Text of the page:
In theory, opening statements contain no argument. In reality, a good opening contains substantial amounts of argument couched in very careful rhetoric. A good opening creates a narrative for the jury to latch on to, and can be very persuasive. Consider this brief excerpt from the Government's opening statement in another high profile case, the trial of terrorist Zacarias Moussaoui:
September 11th, 2001 dawned clear, crisp and blue in the northeast United States. In lower Manhattan in the Twin Towers of the World Trade Center, workers sat down at their desks tending to e-mail and phone messages from the previous days.
In the Pentagon in Arlington, Virginia, military and civilian personnel sat in briefings, were focused on their paperwork.
In those clear blue skies over New York, over Virginia, and over Pennsylvania, in two American Airlines jets and in two United Airlines jets, weary travelers sipped their coffee and read their morning papers as flight attendants made their first rounds.
And in fire and police stations all over New York City, the bravest among us reported for work. It started as an utterly normal day, but a day that started so normally and with such promise, soon became a day of abject horror. By morning's end, 2,972 people were slaughtered in cold blood.
What is reasonable doubt? The burden of proof here is on the Commonwealth, which must prove its case beyond a reasonable doubt. What is reasonable doubt? Good luck finding a coherent explanation. As retired Supreme Court Justice Sandra Day O'Connor once wrote, "Although this standard is an ancient and honored aspect of our criminal justice system, it defies easy explication."
Here's what we can say for sure. The standard in play here is the highest standard in our legal system, higher than either "preponderence of the evidence" (i.e., "which side has more evidence in its favor?") or the "clear and convincing evidence" standards. It's also easier to define in the negative. "Beyond a reasonable doubt" does not mean "beyond a shadow of a doubt." It does not mean free of any doubt. It is not an absolute, airtight standard that requires the prosecution to be free of any error. This is an especially important distinction in a case such as this one, where there is little to no physical evidence and the case hinges primarily on the credibility of the alleged victims and eyewitnesses like Mike McQueary.
Once opening statements are over, the Commonwealth will put forth its case first, again because it bears the burden of proof. In theory, Amendola and Sandusky have no duty to present a defense--there's no requirement that they call witnesses, cite evidence, or even cross-examine the accusers. The charges will be dismissed at the end of the Commonwealth's case if prosecutor Joseph E. McGettigan's team hasn't produced enough evidence to substantiate the charges.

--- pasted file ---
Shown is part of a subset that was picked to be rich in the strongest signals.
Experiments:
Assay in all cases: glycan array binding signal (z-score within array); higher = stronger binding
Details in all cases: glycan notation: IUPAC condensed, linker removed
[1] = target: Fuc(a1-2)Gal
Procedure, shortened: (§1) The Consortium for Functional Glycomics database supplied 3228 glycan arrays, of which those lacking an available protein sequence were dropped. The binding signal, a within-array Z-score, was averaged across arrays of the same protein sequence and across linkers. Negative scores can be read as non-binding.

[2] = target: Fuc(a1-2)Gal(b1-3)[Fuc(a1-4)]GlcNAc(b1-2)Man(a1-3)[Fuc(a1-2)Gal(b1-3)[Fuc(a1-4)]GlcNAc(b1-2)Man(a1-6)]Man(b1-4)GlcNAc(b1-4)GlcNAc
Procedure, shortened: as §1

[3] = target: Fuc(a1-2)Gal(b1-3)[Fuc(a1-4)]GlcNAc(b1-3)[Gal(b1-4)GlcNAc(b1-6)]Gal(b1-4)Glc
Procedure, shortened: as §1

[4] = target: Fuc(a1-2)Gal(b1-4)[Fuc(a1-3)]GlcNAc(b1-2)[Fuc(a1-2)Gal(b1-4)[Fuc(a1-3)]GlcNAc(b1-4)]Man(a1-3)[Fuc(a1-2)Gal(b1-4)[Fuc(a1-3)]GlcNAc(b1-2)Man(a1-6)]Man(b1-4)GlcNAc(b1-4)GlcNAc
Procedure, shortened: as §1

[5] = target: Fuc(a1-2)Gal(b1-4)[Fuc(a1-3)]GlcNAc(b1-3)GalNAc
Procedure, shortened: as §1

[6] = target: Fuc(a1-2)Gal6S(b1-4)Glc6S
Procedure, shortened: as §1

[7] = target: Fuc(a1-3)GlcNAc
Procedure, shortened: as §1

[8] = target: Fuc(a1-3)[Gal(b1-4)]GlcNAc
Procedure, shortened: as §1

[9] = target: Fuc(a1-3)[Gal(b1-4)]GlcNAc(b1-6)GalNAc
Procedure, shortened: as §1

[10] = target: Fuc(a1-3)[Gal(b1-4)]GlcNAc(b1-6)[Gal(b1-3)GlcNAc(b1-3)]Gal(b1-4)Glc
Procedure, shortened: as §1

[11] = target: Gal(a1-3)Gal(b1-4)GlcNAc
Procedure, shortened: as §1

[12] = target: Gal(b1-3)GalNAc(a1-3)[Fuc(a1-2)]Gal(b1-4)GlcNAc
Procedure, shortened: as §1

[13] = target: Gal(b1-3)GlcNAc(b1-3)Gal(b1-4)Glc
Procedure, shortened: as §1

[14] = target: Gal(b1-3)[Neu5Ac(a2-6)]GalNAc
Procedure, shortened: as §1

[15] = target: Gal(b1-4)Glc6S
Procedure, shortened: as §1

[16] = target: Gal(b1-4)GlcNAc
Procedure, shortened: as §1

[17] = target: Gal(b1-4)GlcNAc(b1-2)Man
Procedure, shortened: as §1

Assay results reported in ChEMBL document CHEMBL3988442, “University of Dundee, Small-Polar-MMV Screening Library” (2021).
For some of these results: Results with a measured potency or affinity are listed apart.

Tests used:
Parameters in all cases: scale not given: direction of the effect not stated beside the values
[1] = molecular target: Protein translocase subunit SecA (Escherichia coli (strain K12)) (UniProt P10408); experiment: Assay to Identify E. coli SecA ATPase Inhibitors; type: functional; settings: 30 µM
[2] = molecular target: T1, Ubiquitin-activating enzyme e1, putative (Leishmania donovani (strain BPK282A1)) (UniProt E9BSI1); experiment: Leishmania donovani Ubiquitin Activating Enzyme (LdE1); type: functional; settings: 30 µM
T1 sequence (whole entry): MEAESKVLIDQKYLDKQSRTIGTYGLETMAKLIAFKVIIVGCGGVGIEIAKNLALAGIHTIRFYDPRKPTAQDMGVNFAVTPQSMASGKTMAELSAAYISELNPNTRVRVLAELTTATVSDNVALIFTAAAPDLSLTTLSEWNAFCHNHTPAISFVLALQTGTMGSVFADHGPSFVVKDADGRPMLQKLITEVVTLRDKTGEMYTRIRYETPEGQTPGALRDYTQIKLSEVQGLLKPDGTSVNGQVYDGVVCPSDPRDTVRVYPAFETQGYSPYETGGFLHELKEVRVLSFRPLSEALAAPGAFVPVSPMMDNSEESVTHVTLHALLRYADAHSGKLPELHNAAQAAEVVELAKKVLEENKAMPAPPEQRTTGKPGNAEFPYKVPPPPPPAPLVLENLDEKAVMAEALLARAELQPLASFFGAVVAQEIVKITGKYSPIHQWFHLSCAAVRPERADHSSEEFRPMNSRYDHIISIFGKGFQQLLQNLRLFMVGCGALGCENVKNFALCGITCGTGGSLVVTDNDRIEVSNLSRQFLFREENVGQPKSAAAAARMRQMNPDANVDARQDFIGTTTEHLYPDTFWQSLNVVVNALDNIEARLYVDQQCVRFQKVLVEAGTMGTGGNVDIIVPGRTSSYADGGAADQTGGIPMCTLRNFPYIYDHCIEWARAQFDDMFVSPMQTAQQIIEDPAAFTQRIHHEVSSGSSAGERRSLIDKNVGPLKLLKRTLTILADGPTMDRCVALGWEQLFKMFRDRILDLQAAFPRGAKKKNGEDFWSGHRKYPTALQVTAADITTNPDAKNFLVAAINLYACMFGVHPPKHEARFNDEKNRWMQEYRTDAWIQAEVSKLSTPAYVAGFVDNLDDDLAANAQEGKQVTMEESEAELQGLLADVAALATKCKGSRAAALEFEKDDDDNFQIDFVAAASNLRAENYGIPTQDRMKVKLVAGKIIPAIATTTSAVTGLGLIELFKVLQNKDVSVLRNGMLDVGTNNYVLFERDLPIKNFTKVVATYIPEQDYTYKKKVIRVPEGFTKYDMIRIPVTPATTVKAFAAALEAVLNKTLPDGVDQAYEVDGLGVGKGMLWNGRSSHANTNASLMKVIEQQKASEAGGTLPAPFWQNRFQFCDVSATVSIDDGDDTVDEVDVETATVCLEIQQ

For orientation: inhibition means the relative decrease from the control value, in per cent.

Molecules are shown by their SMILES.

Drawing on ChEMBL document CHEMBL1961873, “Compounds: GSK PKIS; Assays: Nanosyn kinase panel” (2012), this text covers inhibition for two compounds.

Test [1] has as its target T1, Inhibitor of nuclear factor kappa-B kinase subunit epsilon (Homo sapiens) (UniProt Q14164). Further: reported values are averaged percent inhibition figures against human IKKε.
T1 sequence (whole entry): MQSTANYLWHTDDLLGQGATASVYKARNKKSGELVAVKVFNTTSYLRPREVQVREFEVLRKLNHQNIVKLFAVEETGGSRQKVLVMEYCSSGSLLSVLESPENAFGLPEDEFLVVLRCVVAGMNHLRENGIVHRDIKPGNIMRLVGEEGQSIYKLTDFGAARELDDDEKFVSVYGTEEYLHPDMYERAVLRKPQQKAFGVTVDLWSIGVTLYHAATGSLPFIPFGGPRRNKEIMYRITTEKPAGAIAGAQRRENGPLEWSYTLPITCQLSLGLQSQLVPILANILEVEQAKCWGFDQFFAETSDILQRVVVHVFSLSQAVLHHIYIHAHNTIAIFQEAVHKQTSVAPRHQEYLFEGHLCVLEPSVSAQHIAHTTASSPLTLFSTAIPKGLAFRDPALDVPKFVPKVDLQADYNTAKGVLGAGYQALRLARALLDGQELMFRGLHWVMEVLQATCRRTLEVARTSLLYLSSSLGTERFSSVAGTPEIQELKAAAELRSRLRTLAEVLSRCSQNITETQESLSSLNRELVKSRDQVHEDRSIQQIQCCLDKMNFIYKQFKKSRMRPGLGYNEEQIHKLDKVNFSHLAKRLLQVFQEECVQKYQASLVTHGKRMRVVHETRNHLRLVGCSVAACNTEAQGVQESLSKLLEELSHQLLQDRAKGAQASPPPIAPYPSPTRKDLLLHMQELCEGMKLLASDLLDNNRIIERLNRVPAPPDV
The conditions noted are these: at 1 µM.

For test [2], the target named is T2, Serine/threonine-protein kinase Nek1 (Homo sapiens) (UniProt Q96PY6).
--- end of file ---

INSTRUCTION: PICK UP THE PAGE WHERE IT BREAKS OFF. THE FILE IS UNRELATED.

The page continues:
Before anyone starts theorizing, be very aware that this is so exceptionally unlikely that I shouldn't even waste space discussing it any further. If this case takes some wildly unexpected turn of events, we'll come back to it.
This Guy Gets It. ESPN's Scott Van Pelt struck the correct balance with regard to the jury during his June 7th radio show:
There are things that people need to understand nationally and things that people need to understand locally. Nationally, there is a whole lot of eyebrow raising and handwringing over the fact that the jury has not just a little, but an enormous Penn State presence on it.
The thing that people need to understand nationally is simply this - in this part of the world, Penn State is an enormous institution and it's the kind of place where people who are from there, go there, and stay there. And I think that the fear nationally is that these are "fans" - that you're going to end up with people in the jury box screaming "We are Penn State!" back at each other. I don't think that's a concern that people nationally need to have.
But the thing that people locally need to understand, particularly I guess these jurors, is that everybody nationally is looking at you. And they're looking at you and trusting that you will not be blind to what is alleged to have occurred. Now, it's on the prosecutors to present whatever evidence there is . . . and its incumbent on them to prove its case beyond a reasonable doubt.
* * *
This did strike me when I was reading the AP story. How it was framed was somewhat ominous from my perspective, and I'm quoting - "The attorneys arguing the child sexual abuse trial of former Penn State assistant coach Jerry Sandusky have four days to figure out how to sway a jury heavy with connections to the school." Innocence is presumed. This presumes fandom, and football's got nothing to do with this.
Van Pelt is one of the sharpest commentators in the industry, and the views he expressed during last Thursday's "One Big Thing" segment represent my own very well. Give the five minute piece a listen if you have the chance.